Oh yes. Whereas Monbiot and I have had zero success in making the world see sense on the subject of austerity, gross economic inequality, neo-colonial wars and nuclear arms reduction, Monbiot has won hands down on global warming, having got the entire world (minus the US) to sign off on a plan to stop it. Is he happy? Not in this book, published in 2016 and republished in paperback in 2017.
George is on record as stating about a million times in his Guardian articles that global warming (or weirding) or, if you prefer, climate change (or collapse) is the only problem that counts. What’s the point of saving the whale, the wild, the weald, or the wold, if human life itself, or even the biosphere, is threatened?
It’s therefore rather surprising that climate change only makes its appearance at about page 120, and global warming a few pages earlier, in the context of George’s claim to have initiated the “keep it in the ground” campaign. George’s logic is irrefutable. As long as there’s coal or petrol, people will use it. Therefore the solution is not to ban its use, but to eliminate its existence. George seems unaware that his cunning plan has many precedents. Don’t criminalise junkies; wipe out the poppy fields of Afghanistan; that’ll solve a couple of social problems (smelly druggies in bus shelters, and al-Qaeda) at one throw. Alcoholism and gambling were eradicated at a stroke in the twenties in the USA when recently enfranchised females voted for prohibition and anti-gambling laws, with all the interesting cultural consequences that flowed therefrom (Al Capone, Jazz, Damon Runyon..)
In this messy badly referenced assembly of articles climate change is buried in a gigantic waste heap of other awful things wrong with the world. So why be bothered? Or at least, why be more bothered by the climate than by, say, lead in drinking water? George has worried about that too, and has an article to prove it, which quotes incontrovertible evidence that the reduction of lead in drinking water is linked to a reduction in criminality. Great. So what? Everyone knows lead poisoning is bad. It’s no surprise to learn that people behave better without poisoned brains. But that’s not enough for Monbiot. He tells us that his finding is backed up by over two hundred scientific papers, and that’s he’s read them all.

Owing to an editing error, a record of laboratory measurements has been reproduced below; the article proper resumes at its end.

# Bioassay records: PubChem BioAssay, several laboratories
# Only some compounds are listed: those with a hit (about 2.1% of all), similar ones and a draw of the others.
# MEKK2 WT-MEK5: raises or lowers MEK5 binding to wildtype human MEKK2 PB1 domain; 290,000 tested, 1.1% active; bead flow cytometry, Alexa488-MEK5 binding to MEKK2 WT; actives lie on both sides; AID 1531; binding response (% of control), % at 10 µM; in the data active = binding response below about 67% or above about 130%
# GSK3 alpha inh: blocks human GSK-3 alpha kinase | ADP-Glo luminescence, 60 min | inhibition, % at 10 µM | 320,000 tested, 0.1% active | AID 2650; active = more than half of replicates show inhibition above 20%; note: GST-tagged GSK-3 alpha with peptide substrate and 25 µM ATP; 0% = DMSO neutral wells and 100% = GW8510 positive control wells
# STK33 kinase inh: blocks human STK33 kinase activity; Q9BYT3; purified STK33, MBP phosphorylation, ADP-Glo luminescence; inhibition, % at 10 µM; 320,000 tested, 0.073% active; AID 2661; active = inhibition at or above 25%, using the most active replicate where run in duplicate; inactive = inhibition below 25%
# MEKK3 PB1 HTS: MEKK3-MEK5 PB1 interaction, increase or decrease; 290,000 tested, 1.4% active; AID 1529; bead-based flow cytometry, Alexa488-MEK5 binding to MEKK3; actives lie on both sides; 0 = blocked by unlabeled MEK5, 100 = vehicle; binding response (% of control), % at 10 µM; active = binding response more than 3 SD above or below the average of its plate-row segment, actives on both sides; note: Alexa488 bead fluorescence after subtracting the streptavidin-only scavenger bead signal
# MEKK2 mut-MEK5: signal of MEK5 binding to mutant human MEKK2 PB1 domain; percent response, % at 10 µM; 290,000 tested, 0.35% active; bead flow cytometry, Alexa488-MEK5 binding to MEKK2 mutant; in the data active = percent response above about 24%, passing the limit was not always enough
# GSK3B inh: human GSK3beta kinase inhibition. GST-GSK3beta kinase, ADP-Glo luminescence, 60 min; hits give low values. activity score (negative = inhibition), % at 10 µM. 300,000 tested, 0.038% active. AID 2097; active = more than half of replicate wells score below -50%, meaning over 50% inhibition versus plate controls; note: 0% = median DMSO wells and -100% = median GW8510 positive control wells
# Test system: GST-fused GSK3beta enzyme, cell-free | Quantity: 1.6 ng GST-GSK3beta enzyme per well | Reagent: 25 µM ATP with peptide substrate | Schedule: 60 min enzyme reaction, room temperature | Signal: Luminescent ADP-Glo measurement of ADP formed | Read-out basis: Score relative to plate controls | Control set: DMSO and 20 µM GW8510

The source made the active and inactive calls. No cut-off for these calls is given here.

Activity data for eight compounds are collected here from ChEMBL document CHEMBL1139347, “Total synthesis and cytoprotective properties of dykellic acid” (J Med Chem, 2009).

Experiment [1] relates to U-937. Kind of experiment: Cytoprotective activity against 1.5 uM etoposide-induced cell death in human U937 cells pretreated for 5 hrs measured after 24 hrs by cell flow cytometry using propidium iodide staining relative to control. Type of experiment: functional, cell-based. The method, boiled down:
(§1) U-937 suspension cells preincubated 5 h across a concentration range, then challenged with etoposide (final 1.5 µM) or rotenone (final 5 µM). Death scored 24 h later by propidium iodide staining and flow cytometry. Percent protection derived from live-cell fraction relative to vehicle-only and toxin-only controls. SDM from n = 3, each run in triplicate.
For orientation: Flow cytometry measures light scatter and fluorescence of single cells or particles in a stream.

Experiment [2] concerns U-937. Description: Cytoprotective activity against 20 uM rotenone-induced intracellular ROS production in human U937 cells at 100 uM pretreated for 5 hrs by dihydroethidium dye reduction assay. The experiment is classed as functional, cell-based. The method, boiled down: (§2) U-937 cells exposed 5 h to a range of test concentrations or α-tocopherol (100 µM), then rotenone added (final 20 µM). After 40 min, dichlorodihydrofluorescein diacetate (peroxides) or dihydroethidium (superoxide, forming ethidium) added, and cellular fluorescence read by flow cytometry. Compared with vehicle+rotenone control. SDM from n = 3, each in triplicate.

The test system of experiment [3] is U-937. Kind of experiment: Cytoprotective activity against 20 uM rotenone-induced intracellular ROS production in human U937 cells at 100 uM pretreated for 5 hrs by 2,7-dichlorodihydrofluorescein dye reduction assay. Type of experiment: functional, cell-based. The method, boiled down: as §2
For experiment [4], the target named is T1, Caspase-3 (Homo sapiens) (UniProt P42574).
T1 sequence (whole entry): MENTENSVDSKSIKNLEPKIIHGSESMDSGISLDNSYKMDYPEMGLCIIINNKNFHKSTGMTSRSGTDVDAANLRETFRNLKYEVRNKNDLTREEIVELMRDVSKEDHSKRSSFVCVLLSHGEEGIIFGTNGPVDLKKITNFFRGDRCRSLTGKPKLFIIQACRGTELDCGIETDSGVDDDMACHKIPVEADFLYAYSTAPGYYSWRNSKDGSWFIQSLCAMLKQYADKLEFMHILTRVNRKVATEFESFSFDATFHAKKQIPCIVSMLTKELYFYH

And that’s perhaps the key to Monbiot’s influence. He’s read all the sources, and you haven’t. In a world where opinions rule, the opinionator who can back up his opinion with a reference to another opinion rules. In the country of the blindsided, the cockeyed man is king.
There’s a selection of reviews of Monbiot’s book at his site, including this one:
“A dazzling command of science and relentless faith in people … I never miss reading him.” – Naomi Klein
Which brings us to Naomi Klein and her No is Not Enough: Resisting Trump’s Shock Politics and Winning the World We Need. I’m reading the French translation, which has no index or references. So the quotes below are my retro-translations, with no guarantee that they correspond to the English original.
Klein first tackled climate change in her 2014 book This Changes Everything. Klein appreciates Monbiot, as the review quoted above makes clear. But they are very different creatures. Monbiot is, or was, a serious journalist, who carefully references his sources, especially when demolishing anyone who dared challenge the emerging climate consensus. Thus Monbiot could, in the naughties, devote an entire article to demonstrating how David Bellamy had got his figures on the melting of glaciers wrong by hitting the wrong keys on his keyboard. [And this argument worked a dream at the Guardian, because the Guardian has a deliberate policy of not mentioning the name of any climate sceptic who hits the right keys, to the point that when the Guardian organised a grand debate about the Climategate emails, they forgot to invite Steve McIntyre, the chief target of the said emails, and he only appeared at the event thanks to his fans paying his airfare. And Monbiot, who was running the debate, showed his appreciation by posing his first question to Steve on an entirely irrelevant subject. And that was the end of climate scepticism, for George.]
Back to Klein, who is a latecomer to climate catastrophism, which she discovered while writing her 2014 book “This Changes Everything.” She wrote a puff for this work in an issue of the New Statesman edited by the comedian Russell Brand. The article was entitled “How science is telling us all to revolt” [a title which provides another slither of evidence for my “O’Grady Says” theory of climate catastrophism. When the chattering classes finally twigged that the world was bored with their messages (“people are horrid,” “the world is a mess,” “disaster looms” – all projections of their own shallowness and cowardly inability to face up to their own mortality and general uselessness) they subtly changed tack, adding “Scientists say..” to their message, just to show they really meant it.]
Her New Statesman article began: